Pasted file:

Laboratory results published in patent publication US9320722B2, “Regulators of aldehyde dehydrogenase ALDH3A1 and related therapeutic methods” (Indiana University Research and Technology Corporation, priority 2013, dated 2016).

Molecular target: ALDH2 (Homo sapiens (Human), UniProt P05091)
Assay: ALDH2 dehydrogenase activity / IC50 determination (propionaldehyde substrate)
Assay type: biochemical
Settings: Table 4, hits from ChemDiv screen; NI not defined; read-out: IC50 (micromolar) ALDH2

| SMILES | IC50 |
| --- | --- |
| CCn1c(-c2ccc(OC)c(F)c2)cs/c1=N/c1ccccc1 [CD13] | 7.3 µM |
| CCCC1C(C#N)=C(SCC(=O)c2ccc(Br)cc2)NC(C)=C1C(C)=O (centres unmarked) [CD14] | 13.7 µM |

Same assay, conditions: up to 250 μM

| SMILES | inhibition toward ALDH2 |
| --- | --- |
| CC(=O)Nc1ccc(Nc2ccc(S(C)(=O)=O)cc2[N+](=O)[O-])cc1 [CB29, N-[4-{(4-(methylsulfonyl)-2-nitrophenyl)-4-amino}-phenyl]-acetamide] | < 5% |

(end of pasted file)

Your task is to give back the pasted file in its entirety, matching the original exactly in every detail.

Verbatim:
Laboratory results published in patent publication US9320722B2, “Regulators of aldehyde dehydrogenase ALDH3A1 and related therapeutic methods” (Indiana University Research and Technology Corporation, priority 2013, dated 2016).

Molecular target: ALDH2 (Homo sapiens (Human), UniProt P05091)
Assay: ALDH2 dehydrogenase activity / IC50 determination (propionaldehyde substrate)
Assay type: biochemical
Settings: Table 4, hits from ChemDiv screen; NI not defined; read-out: IC50 (micromolar) ALDH2

| SMILES | IC50 |
| --- | --- |
| CCn1c(-c2ccc(OC)c(F)c2)cs/c1=N/c1ccccc1 [CD13] | 7.3 µM |
| CCCC1C(C#N)=C(SCC(=O)c2ccc(Br)cc2)NC(C)=C1C(C)=O (centres unmarked) [CD14] | 13.7 µM |

Same assay, conditions: up to 250 μM

| SMILES | inhibition toward ALDH2 |
| --- | --- |
| CC(=O)Nc1ccc(Nc2ccc(S(C)(=O)=O)cc2[N+](=O)[O-])cc1 [CB29, N-[4-{(4-(methylsulfonyl)-2-nitrophenyl)-4-amino}-phenyl]-acetamide] | < 5% |